Dewayne got on the horn with Jeff Peters over at Mountain Muscle, and a deal was struck to get going on the project. What started out as a subframe swap and mini-tubbing snowballed into everything you see here. What you don't see is where the trouble really started. Underneath the hockey stick graphic and stock body panels is everything but a stock chassis and powertrain. The initial concept was a mostly stock-appearing '69 with the handling and performance of a late-model Corvette.
Starting with the mini-tub, the Mountain Muscle crew stuffed about as much Detroit Speed chassis goodness as possible in under the skin. A 1-inch bushing and body drop was accompanied by some transmission tunnel stimulus projects that had the crossmember and clutch fork areas reworked for improvement. Even the seat mounts were pushed 2 inches backward for more legroom. Subframe connectors tie everything together.
Adhering to the subdued performance theme is 625-plus horsepower of small-block Chevrolet under the cowl induction hood. The 427 cubes were built into blueprinted and balanced performance perfection by Fulton Competition with JE 10.5:1 pistons. A top-secret camshaft profile from Competition Engineering bumps the valves open in the CFE heads. The combination breathes in through a Quick Fuel Technology carburetor and Edelbrock intake and out through a set of Lemmons headers and Borla exhaust. An MSD ignition lights up the fires.
The brushed aluminum finish on the AFCO air cleaner with K&N filter is matched by a set of brushed custom valve covers. Engine accessories like the Be Cool radiator and Vintage Air front runner accessories package all follow the subtle metal or painted black theme to give the illusion of a factory built package. Even the hose fittings and hardware were kept black and stealthy for a sano appearance despite the race-bred performance lurking underhood.
Horsepower is sent through the five forward gears of the Tremec TKO 600 transmission by way of a Centerforce clutch that spins inside a McLeod bellhousing. An Inland Empire driveline sends the torques through a set of 3:73 rear gears. A positraction-equipped center twists both of the Moser rear axles for ideal distribution of power down to the ground. Detroit Speed manufactured the entire rearward power package for maximum durability and entertainment. A Hurst shifter takes care of gear changes.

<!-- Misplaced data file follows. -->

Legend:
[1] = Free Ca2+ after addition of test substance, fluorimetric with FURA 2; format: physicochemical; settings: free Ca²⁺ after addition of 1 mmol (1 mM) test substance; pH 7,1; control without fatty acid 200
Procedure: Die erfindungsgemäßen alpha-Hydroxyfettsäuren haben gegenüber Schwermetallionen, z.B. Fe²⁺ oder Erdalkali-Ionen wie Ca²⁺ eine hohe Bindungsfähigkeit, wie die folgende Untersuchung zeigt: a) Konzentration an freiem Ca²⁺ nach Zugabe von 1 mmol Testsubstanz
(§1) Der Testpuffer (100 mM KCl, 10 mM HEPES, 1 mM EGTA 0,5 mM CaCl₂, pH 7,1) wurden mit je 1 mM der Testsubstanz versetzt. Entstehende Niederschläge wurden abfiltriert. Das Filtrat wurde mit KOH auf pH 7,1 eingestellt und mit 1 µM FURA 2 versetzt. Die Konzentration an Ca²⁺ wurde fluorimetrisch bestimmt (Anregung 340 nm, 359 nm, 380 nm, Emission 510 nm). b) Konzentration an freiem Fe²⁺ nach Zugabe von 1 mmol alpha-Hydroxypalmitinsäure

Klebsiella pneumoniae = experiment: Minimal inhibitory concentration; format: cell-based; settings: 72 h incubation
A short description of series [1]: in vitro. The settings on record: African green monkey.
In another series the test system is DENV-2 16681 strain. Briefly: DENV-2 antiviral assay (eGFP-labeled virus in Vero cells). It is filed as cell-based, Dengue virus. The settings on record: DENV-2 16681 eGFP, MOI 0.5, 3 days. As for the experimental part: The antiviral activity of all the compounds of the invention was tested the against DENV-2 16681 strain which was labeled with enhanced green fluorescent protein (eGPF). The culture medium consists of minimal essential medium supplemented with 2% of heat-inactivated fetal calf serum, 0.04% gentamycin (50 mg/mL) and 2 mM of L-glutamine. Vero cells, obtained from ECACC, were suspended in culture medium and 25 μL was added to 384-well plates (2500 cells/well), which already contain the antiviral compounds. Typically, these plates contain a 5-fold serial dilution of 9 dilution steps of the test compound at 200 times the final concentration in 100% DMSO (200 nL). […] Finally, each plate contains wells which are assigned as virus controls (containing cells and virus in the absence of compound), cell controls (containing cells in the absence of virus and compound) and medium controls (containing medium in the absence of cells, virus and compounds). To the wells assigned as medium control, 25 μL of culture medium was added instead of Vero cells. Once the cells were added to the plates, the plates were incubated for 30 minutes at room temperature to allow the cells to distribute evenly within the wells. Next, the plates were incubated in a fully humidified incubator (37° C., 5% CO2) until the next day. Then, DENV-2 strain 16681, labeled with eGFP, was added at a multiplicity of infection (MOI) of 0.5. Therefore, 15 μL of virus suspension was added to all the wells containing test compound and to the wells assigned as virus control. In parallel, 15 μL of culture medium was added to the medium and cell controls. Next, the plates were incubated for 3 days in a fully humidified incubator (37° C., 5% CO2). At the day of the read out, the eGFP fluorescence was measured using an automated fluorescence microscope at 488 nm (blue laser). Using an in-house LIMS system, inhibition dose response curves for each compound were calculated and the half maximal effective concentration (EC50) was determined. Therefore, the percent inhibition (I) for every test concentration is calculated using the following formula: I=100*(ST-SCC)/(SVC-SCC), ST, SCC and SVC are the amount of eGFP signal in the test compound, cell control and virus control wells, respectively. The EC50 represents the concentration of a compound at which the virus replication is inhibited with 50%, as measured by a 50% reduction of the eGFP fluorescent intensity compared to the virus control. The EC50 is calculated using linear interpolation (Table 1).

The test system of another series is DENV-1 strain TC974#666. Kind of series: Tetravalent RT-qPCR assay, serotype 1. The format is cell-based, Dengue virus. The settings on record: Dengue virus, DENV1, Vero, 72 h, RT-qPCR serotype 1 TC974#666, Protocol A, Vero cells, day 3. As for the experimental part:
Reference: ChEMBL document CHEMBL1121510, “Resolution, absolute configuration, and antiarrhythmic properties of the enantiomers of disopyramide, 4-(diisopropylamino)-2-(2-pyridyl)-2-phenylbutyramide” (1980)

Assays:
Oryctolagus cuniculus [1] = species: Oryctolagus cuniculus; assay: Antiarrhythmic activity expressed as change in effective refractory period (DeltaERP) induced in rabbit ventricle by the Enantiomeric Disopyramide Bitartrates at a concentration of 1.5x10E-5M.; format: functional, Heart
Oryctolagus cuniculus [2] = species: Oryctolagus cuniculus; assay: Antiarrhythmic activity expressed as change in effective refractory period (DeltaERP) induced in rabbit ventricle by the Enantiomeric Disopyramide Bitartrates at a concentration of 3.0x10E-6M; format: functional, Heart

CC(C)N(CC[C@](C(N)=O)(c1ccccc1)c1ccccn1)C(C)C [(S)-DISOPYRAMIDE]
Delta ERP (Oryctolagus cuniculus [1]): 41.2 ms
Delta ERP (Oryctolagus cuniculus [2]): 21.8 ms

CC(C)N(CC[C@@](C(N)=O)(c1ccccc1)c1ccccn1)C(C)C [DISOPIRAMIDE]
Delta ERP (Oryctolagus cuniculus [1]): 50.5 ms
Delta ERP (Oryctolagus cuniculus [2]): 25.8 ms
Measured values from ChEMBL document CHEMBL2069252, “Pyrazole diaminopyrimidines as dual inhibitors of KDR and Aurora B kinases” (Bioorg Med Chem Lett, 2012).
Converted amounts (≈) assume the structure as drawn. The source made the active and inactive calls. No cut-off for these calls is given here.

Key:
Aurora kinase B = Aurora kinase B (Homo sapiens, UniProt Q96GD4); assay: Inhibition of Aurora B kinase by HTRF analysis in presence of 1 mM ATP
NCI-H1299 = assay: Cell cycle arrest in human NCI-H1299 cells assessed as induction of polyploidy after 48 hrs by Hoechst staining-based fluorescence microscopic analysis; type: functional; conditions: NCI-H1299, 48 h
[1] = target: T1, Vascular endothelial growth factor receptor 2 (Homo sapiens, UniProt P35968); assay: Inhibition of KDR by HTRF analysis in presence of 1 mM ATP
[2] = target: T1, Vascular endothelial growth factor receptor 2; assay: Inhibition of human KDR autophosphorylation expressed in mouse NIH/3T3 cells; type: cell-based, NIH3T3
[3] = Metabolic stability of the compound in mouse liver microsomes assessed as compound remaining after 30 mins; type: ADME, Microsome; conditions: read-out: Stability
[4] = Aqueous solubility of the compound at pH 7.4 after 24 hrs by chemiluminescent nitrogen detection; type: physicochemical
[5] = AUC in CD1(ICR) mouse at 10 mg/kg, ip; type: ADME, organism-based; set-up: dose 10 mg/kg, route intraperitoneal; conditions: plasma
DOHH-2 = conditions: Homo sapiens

Detroit Speed is responsible for the whole of the suspension and damping setup. The suspension is upgraded from the body mounts to the wheel studs that the 18-inch five-spoke Fikse Profil 5 (say pro feel) forged wheels bolt onto. The car rides on a Michelin Pilots, that like the Fikse wheels, are 10 inches wide out front and 12 inches wide out back. Taking all this fun back down to a stop from speed is a set of six-piston caliper Baer brakes. A set of 14-inch rotors are out front to make sure the calipers have something meaty to clamp onto when the time comes.
Are We There Yet?
From that first mile in his pal Vance's Camaro, Dewayne knew what needed to be done to transform a car that was good enough for 1969 into a far more entertaining machine. With his car out of the shop, Dewayne joined forces with Vance for a dual Camaro road trip out to the Grand Run in Pigeon Forge, Tennessee. Getting there was more than half the fun. Over a dozen high-velocity testing sessions under very realistic Sunday morning road conditions proved without a second guess that the result of all the work was well worth the effort. Dewayne is driving the Camaro he always wanted. While the finish line may have been crossed for now, there's always another lap.